A day in the life of an entertainment journalist can be full of surprises. Seb van der Zwan, Editor at Woman’s Day in New Zealand and The Australian Women’s Weekly New Zealand Edition, once questioned Dame Helen Mirren about the “Oscars Curse”, in which winners of the renowned Best Actress award tend to get divorced shortly after their win. Mirren was unimpressed, yet by the end of the interview had made plans to crash on the journalist’s sofa to watch America’s Next Top Model if she was ever in town.
No two days of reporting are the same when you’re a celebrity and entertainment journalist.
Telum Media spoke to some of Australia’s leading entertainment and celebrity journalists about the highs, the lows and the absurd experiences in this profession.
Entertainment reporting isn’t all Spice, but this seems to be a common pursuit of Australian celebrity and entertainment journalists.
Just two days before the coronavirus lockdown, Nick Bond, Entertainment Editor at news.com.au, secured an interview with Sporty Spice, also known as Melanie Jayne Chisholm. He was the Spice Girl's final interview before she left Australia, and at the time, her team were wondering if they could all get home safely, particularly because they were forced to cancel another appearance due to a coronavirus scare.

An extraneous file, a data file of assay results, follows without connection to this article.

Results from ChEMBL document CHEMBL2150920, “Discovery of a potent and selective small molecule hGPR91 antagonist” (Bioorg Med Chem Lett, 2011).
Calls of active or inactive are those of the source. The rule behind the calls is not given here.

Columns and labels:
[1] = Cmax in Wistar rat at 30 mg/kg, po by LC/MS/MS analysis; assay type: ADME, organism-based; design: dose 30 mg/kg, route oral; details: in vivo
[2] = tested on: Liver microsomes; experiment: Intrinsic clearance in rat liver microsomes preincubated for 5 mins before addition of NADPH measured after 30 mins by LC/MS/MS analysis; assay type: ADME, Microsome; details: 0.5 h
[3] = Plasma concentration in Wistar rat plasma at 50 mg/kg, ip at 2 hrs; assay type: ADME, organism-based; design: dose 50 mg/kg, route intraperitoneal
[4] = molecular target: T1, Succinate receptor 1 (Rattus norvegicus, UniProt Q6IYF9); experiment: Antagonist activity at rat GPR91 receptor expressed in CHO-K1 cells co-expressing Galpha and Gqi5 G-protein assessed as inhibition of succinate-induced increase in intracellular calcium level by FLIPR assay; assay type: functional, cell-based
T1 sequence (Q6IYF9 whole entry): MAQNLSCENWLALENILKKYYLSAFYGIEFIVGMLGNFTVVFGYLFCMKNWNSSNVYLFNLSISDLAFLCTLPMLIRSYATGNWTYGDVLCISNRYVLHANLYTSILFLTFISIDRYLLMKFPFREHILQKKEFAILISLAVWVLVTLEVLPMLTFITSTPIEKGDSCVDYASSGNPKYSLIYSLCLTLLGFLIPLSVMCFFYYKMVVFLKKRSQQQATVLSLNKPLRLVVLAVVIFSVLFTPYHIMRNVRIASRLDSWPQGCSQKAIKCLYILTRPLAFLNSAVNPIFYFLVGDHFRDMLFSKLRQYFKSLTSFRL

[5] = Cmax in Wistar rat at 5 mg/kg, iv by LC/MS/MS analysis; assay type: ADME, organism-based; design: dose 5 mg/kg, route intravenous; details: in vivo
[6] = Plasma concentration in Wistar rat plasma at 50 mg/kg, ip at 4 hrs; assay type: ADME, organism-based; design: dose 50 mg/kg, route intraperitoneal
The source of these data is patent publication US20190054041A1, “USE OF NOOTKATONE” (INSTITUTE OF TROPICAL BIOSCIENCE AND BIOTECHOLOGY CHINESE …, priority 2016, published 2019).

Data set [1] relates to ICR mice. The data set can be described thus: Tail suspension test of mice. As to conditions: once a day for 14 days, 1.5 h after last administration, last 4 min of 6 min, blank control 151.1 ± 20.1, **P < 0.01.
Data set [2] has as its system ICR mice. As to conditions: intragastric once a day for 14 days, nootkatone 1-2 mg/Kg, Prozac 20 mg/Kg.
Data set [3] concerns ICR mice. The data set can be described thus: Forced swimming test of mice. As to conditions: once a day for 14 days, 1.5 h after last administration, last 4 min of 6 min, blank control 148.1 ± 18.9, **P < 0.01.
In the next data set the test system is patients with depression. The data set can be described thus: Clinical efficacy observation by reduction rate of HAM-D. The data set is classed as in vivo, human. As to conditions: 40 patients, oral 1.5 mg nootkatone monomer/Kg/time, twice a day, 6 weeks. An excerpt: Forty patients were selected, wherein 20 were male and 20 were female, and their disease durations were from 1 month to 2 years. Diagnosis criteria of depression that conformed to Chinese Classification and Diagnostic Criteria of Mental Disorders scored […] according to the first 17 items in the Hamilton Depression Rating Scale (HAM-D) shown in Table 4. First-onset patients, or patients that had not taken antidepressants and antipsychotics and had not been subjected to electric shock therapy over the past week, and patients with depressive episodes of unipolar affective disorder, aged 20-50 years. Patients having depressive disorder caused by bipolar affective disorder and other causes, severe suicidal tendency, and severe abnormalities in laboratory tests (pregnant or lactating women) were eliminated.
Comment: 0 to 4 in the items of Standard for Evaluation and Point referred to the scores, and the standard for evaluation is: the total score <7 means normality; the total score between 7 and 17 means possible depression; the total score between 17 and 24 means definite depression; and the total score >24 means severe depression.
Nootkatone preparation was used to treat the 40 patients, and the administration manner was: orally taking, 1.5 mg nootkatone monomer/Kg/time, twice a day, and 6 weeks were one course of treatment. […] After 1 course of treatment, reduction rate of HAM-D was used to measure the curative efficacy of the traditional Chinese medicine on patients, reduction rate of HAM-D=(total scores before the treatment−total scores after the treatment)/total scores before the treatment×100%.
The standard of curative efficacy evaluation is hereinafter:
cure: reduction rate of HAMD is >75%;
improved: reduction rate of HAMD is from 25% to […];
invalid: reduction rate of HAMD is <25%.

“It really felt like I was granted my dream, an audience with a Spice Girl, as the world was crumbling around us”, he said.
Nick isn’t the only one with a memorable Spice Girls moment - Seb also recalled his interview with Scary Spice as one of his most unforgettable; he sang “Holler” with her over some Kiwi wine, and said she didn’t mind when he insisted on singing her lines.
But the life of a celebrity journo isn’t just sugar, Spice, and all things nice. The industry has changed, not just because of COVID-19, but because of the changing television, film and music industry.
Once upon a time in entertainment journalism, the definition of “celebrity” was restricted to people like actors, musicians, models and the like. But as KIIS 101.1 Jase & PJ’s Guest and Talent Booker, Jane Mackinlay, pointed out, anybody who has found 15 minutes of fame now fits into this category.
“The notion of celebrity extends to Instagram influencers, YouTubers, and pretty much anyone who is being talked about”, she told Telum.
Despite this, Seb added that reality stars seem to be fading from view more rapidly. He told Telum Media, “they really have to work to stay visible”, unlike A-list celebrities.
Having covered the entertainment round for 15 years, Nick Bond told Telum Media that one of the biggest changes he has noticed is that more journalists in this space are using social media posts from celebrities as a starting point for stories.
“In my earlier years, I wouldn't write anything without an interview”, he said. “Nowadays, social media is often the jumping off point - 'X celeb tweeted this', 'Y celeb made this Instagram statement.”
Despite the ease of curating celebrity content from social media, Nick told Telum he still interviews wherever possible.